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Applying Lean Six Sigma to the Environment

Automotive industry sets sustainability guidelines for suppliers

3 min read

The Automotive Industry Action Group (AIAG) has recently agreed to a set of expectations for automotive suppliers, relating to the environment, working conditions, human rights and business ethics (aka Sustainability).

Automotive supplier requirements AIAG

But you don’t work in the automotive industry? Keep reading…

AIAG is a consortium of automotive companies (Ford, GM, Honda, Toyota, Daimler, Fiat, Chrysler, Volvo), and they were responsible for the development and documentation of Advanced Product Quality Planning (APQP). APQP provides a framework for improving product quality, starting with the product development process.

Why should you care about this?

Since automobiles are manufactured in a high volume and competitive industry, these companies have collectively determined the most effective way to reduce long term manufacturing costs. These APQP techniques have carried over to healthcare, aerospace, military, software and other major industries.

In other words, what the automotive industry does will eventually make its way into other industries.

This is good news for all of us, since the expectations set forth in this document can be used as a reference for the companies we work with and work for.

sustainability automotive guidelines

Download the AIAG Corporate Responsibility Guidance Statement >>>

The document is broken down into three sections:

  • Business Ethics
  • Working Conditions and Human Rights
  • Environmental Standards

I think the first two sections are pretty straight forward and are not too controversial, but I do like the environmental standards guidance:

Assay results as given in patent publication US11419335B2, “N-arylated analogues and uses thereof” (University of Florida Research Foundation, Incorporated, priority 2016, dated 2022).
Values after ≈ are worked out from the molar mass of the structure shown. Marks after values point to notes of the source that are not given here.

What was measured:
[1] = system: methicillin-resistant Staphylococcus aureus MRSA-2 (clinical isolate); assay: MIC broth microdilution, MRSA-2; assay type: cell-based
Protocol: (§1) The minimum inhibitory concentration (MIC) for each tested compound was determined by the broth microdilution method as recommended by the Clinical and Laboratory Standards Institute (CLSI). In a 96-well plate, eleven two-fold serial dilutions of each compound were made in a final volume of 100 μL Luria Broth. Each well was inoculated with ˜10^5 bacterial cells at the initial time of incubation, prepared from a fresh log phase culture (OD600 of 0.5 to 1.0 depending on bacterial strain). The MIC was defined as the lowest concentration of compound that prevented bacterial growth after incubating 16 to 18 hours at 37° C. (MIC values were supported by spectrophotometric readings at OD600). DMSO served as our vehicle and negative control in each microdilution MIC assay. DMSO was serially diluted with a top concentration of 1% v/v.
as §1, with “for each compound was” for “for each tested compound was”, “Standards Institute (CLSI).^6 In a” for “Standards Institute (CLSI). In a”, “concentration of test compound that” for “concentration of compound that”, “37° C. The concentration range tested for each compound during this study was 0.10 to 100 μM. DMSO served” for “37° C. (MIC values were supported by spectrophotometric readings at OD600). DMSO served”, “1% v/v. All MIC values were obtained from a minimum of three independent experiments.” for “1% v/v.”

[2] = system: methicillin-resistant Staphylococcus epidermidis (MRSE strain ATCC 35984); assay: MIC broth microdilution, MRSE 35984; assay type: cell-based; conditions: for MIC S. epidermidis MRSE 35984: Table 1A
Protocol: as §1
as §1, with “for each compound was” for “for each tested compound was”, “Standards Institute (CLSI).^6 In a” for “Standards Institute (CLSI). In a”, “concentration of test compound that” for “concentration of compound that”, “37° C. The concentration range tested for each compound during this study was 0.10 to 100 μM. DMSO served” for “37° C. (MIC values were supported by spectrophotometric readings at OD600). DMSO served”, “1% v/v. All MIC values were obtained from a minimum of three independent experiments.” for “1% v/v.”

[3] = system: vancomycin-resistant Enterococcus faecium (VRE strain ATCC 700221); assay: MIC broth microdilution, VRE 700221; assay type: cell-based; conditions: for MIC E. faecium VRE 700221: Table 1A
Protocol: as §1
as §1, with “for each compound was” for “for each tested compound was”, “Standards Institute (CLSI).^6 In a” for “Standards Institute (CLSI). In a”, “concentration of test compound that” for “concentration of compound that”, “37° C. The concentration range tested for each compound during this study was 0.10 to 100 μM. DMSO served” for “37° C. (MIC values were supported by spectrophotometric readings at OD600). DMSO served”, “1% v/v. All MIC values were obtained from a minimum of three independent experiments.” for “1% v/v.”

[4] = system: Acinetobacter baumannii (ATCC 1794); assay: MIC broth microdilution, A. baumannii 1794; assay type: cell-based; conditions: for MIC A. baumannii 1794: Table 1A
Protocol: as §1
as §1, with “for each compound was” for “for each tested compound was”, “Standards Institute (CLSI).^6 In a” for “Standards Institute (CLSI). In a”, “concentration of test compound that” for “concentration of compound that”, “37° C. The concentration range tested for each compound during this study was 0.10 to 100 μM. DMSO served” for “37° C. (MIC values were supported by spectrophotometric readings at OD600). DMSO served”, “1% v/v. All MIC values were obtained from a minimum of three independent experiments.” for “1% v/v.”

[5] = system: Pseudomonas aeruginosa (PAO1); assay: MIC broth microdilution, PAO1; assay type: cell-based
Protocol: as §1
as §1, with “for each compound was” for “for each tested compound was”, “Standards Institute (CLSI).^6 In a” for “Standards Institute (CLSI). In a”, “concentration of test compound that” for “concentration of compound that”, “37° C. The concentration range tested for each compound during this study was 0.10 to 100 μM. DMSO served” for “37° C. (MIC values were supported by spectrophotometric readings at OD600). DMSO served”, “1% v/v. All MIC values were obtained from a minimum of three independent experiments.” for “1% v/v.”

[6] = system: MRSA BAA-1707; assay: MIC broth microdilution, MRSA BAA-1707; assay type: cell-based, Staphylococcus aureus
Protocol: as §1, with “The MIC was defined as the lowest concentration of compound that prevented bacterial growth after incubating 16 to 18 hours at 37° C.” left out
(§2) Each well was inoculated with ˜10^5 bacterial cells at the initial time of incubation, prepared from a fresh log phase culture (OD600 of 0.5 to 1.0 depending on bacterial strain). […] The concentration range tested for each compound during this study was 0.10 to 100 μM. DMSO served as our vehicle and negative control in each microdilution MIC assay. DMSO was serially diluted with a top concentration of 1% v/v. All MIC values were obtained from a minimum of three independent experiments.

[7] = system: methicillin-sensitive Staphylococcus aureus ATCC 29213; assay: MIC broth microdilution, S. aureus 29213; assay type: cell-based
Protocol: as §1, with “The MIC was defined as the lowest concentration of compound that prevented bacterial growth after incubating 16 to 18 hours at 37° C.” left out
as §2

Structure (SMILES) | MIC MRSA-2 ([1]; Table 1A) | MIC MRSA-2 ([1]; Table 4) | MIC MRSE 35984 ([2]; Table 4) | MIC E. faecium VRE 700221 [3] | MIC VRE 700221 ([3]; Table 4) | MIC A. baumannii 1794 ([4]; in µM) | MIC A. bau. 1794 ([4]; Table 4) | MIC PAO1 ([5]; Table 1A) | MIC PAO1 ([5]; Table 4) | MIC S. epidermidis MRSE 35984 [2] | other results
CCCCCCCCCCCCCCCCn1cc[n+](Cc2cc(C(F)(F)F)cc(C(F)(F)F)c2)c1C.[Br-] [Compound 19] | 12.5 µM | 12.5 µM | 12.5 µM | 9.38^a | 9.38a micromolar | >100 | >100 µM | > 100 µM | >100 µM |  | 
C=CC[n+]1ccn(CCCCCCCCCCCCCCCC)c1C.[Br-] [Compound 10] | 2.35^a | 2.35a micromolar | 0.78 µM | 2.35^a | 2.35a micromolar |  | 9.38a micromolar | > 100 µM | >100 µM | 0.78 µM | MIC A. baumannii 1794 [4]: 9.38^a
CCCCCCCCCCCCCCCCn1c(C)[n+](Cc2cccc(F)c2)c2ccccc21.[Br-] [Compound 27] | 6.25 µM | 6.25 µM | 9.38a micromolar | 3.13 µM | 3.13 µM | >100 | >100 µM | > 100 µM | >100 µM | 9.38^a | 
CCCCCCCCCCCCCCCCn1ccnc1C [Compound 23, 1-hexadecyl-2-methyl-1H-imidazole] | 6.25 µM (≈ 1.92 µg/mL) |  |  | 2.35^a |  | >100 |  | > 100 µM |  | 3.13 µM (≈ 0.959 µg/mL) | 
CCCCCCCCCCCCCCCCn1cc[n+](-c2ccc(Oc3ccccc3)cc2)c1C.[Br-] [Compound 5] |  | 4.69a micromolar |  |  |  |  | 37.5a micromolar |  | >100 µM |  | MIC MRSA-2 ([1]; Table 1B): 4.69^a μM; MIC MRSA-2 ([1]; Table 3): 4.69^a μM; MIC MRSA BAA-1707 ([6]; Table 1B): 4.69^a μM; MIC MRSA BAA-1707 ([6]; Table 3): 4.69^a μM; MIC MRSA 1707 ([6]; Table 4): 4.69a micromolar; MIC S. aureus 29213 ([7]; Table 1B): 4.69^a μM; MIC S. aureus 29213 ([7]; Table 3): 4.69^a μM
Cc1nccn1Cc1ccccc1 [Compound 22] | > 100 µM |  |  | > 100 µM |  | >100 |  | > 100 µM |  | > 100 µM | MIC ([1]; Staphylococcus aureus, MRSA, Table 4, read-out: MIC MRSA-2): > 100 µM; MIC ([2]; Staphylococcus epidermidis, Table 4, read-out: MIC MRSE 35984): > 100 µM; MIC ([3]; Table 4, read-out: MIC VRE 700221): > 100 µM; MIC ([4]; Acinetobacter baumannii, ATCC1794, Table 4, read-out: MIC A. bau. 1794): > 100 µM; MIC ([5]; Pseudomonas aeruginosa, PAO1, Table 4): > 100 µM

Companies are expected to pursue effective environmental
protection throughout the supply chain in order to reduce the
environmental footprint of our products through-out their life-cycle. All products manufactured within the supply chain, and the applied materials and substances used in the process are expected to meet environmental standards for design, development, distribution, use, disposal or recycling. Such a comprehensive approach includes but is not limited to:

• Reducing energy and water consumption
• Reducing greenhouse gas emissions
• Increasing use of renewable energies
• Enhancing appropriate waste management
• Training of employees

Businesses are expected to support a proactive approach to
environmental challenges, and encourage the development
and diffusion of environmentally friendly technologies.

Specifically I was encouraged to see these mentioned in the document:

  • Reducing a product’s life-cycle footprint (which many companies do not calculate today)
  • Meet environmental standards for use, disposal and recycling (incorporates end of life after it goes to the customer, often not considered)
  • Training of employees (done minimally or not at all)
  • Encourage environmentally friendly technologies (rarely set as expectations for suppliers, wait for customers to ask for it)

Learn more about AIAG’s corporate responsibility program >>>

Share this document with your company and the companies you work with. Use it as a guide to publish your Corporate Responsibility or Sustainability Report. You can also use it as a framework for driving sustainability improvements.

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